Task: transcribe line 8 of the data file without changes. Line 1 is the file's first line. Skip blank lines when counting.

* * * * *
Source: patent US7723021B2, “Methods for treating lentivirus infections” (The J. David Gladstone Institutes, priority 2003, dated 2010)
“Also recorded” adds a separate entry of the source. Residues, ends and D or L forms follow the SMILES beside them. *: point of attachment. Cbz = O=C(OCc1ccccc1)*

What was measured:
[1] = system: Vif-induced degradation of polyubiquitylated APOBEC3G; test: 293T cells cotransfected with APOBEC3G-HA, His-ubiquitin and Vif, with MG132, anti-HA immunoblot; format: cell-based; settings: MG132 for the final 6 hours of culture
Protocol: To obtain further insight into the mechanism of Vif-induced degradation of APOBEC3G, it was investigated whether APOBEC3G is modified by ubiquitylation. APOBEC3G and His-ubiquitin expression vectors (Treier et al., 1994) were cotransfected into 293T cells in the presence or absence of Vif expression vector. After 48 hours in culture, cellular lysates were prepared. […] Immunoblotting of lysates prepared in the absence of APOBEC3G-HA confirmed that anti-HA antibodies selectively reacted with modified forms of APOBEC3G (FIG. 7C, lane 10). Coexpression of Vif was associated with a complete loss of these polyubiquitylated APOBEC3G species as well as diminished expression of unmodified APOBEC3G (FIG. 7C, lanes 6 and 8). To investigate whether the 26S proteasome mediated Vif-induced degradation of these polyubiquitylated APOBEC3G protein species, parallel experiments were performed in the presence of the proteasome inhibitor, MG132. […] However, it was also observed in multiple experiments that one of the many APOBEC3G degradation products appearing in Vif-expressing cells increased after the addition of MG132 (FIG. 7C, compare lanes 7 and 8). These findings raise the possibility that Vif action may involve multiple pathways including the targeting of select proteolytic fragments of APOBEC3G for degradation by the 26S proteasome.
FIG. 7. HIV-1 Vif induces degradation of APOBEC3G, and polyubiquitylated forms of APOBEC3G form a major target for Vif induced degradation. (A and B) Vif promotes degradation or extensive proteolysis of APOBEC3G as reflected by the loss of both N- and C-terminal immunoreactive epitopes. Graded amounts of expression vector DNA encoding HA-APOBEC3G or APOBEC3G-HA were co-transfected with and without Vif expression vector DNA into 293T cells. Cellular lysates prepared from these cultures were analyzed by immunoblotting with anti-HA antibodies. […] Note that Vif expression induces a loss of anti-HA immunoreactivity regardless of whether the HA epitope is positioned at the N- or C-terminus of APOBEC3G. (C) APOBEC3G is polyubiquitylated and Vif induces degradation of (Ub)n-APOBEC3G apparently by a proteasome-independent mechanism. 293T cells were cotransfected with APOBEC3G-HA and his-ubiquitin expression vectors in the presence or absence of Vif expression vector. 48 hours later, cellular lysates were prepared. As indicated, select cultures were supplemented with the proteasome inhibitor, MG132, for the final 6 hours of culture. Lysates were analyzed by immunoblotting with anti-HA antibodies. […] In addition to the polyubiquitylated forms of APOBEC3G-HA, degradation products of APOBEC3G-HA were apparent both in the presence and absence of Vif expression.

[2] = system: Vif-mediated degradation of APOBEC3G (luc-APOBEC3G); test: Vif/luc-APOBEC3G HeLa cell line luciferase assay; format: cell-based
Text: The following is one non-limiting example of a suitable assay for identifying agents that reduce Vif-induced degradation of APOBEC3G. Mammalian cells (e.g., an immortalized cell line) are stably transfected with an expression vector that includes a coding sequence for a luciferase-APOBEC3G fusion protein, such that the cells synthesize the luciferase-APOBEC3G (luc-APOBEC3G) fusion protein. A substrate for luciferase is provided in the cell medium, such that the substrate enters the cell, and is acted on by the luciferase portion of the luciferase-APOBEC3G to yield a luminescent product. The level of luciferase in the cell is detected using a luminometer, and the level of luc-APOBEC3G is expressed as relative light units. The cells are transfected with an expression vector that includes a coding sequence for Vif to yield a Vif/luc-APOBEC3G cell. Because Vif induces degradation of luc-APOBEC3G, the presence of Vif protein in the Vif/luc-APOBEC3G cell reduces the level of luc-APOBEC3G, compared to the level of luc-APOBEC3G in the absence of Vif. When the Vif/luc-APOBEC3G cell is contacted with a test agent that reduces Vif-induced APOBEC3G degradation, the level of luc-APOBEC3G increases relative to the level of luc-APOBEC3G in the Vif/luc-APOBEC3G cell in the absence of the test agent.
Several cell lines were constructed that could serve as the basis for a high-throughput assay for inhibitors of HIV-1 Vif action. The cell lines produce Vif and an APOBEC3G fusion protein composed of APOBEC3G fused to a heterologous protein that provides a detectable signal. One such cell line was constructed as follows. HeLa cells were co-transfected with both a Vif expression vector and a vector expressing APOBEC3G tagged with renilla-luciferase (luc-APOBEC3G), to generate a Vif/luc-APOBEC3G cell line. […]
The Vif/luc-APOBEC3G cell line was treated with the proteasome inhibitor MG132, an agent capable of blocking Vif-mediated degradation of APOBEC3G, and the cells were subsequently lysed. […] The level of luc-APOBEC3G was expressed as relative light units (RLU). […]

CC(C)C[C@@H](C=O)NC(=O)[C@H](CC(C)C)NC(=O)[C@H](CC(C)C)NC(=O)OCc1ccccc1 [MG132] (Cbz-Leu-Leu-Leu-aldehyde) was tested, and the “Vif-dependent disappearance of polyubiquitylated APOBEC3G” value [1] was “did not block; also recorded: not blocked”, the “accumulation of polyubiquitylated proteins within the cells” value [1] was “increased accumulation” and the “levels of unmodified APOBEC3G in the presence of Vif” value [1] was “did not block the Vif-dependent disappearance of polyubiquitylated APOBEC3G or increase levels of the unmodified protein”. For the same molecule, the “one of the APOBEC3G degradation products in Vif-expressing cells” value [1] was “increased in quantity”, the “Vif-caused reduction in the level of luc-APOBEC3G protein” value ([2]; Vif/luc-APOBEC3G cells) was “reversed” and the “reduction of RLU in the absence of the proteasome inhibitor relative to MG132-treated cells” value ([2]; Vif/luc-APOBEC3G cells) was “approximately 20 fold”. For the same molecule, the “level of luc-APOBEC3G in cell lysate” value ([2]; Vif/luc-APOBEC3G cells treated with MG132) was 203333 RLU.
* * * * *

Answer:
Text: The following is one non-limiting example of a suitable assay for identifying agents that reduce Vif-induced degradation of APOBEC3G. Mammalian cells (e.g., an immortalized cell line) are stably transfected with an expression vector that includes a coding sequence for a luciferase-APOBEC3G fusion protein, such that the cells synthesize the luciferase-APOBEC3G (luc-APOBEC3G) fusion protein. A substrate for luciferase is provided in the cell medium, such that the substrate enters the cell, and is acted on by the luciferase portion of the luciferase-APOBEC3G to yield a luminescent product. The level of luciferase in the cell is detected using a luminometer, and the level of luc-APOBEC3G is expressed as relative light units. The cells are transfected with an expression vector that includes a coding sequence for Vif to yield a Vif/luc-APOBEC3G cell. Because Vif induces degradation of luc-APOBEC3G, the presence of Vif protein in the Vif/luc-APOBEC3G cell reduces the level of luc-APOBEC3G, compared to the level of luc-APOBEC3G in the absence of Vif. When the Vif/luc-APOBEC3G cell is contacted with a test agent that reduces Vif-induced APOBEC3G degradation, the level of luc-APOBEC3G increases relative to the level of luc-APOBEC3G in the Vif/luc-APOBEC3G cell in the absence of the test agent.